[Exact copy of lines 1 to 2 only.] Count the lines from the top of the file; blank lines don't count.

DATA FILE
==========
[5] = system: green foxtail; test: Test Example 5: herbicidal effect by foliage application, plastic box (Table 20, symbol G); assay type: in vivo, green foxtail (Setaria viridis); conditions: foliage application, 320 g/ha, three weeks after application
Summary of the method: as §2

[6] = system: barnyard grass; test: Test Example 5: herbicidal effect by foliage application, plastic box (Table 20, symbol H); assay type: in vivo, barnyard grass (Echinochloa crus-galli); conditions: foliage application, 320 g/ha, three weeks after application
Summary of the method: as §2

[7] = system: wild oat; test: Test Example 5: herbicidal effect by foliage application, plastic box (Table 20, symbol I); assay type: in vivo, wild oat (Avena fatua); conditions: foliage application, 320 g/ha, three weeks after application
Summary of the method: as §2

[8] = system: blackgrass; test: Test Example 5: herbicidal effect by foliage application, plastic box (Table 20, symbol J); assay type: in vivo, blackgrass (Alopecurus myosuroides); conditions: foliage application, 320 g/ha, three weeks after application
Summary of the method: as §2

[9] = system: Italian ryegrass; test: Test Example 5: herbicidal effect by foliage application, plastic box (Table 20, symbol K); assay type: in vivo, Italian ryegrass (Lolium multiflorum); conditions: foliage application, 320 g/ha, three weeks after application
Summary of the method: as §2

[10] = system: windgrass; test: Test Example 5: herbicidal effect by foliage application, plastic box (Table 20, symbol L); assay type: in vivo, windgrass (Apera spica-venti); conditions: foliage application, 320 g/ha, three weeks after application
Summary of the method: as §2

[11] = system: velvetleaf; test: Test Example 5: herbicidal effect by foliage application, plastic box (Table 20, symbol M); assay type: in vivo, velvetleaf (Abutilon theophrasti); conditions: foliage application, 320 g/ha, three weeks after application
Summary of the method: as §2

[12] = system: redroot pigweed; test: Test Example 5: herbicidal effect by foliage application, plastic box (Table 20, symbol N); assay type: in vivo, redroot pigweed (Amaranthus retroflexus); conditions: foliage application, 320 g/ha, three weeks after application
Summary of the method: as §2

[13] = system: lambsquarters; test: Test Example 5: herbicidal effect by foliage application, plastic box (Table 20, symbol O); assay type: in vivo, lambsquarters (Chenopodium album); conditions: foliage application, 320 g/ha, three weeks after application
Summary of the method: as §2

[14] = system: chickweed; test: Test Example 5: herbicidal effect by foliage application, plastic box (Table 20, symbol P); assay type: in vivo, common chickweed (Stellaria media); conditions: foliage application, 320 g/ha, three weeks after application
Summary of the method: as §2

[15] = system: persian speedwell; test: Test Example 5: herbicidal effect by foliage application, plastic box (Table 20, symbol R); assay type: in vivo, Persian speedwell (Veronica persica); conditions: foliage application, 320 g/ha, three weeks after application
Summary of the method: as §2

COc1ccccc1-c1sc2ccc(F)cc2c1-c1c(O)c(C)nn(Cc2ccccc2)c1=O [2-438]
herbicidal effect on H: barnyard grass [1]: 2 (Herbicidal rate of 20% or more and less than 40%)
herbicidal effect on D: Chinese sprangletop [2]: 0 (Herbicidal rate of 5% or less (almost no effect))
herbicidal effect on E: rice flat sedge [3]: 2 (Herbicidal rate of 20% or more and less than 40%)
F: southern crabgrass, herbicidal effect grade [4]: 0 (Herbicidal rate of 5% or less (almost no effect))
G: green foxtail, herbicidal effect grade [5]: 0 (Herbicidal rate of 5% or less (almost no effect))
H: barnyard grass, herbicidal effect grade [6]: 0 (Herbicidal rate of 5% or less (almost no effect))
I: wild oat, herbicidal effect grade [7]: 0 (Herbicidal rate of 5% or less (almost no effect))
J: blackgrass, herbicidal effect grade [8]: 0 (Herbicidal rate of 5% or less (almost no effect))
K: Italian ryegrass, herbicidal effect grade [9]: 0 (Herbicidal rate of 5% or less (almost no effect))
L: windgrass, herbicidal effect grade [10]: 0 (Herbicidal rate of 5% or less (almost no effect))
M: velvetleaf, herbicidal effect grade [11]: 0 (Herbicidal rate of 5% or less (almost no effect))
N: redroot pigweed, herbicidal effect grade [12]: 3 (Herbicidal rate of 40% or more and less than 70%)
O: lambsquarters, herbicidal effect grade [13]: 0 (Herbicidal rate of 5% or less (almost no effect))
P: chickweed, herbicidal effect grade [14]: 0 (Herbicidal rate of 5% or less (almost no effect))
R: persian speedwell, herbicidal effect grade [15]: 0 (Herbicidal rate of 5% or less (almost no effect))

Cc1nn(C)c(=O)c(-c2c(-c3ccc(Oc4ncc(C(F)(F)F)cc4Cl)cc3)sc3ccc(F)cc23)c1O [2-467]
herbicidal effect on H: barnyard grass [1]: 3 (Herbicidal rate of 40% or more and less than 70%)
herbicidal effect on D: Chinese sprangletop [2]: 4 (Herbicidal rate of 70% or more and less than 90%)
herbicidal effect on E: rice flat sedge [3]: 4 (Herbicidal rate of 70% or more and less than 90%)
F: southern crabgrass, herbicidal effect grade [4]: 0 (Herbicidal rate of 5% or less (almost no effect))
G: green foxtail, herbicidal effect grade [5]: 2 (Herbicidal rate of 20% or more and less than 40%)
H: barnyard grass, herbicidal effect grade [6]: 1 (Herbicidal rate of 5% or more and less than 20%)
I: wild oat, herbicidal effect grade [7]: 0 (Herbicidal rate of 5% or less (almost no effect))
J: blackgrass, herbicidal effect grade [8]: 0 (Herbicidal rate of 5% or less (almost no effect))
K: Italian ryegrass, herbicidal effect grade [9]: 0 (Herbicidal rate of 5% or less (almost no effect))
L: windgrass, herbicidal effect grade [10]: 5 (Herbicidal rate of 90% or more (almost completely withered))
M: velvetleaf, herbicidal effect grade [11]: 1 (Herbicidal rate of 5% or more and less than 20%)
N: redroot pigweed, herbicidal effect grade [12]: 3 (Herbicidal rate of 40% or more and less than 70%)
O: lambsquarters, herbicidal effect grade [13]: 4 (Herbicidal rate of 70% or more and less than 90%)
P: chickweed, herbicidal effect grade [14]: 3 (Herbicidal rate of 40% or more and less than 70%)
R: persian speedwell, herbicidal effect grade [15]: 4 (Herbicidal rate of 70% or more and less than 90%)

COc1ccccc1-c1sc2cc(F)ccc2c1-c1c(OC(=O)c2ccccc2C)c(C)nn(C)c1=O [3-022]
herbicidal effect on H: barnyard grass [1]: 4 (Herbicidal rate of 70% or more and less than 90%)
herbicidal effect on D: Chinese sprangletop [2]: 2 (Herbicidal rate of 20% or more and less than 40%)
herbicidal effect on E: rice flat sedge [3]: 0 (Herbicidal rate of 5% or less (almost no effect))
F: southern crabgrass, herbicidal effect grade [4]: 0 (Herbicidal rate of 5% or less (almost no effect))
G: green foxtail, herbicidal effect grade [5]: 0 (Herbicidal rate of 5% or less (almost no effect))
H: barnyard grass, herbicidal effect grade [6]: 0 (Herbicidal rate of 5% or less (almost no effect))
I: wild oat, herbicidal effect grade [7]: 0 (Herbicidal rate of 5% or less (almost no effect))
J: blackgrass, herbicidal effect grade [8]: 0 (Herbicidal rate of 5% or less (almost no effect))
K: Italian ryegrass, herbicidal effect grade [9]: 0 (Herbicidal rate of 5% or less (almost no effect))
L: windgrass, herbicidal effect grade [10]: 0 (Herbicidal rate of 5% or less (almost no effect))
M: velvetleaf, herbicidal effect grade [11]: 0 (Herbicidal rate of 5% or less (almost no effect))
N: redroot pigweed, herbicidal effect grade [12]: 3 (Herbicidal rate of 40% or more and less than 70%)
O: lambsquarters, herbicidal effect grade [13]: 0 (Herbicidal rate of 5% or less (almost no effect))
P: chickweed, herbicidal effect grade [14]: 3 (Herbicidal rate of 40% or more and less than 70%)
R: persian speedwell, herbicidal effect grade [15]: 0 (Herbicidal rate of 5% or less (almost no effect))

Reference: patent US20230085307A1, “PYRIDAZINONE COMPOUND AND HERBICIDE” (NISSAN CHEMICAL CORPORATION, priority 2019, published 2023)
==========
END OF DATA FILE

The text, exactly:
[5] = system: green foxtail; test: Test Example 5: herbicidal effect by foliage application, plastic box (Table 20, symbol G); assay type: in vivo, green foxtail (Setaria viridis); conditions: foliage application, 320 g/ha, three weeks after application
Summary of the method: as §2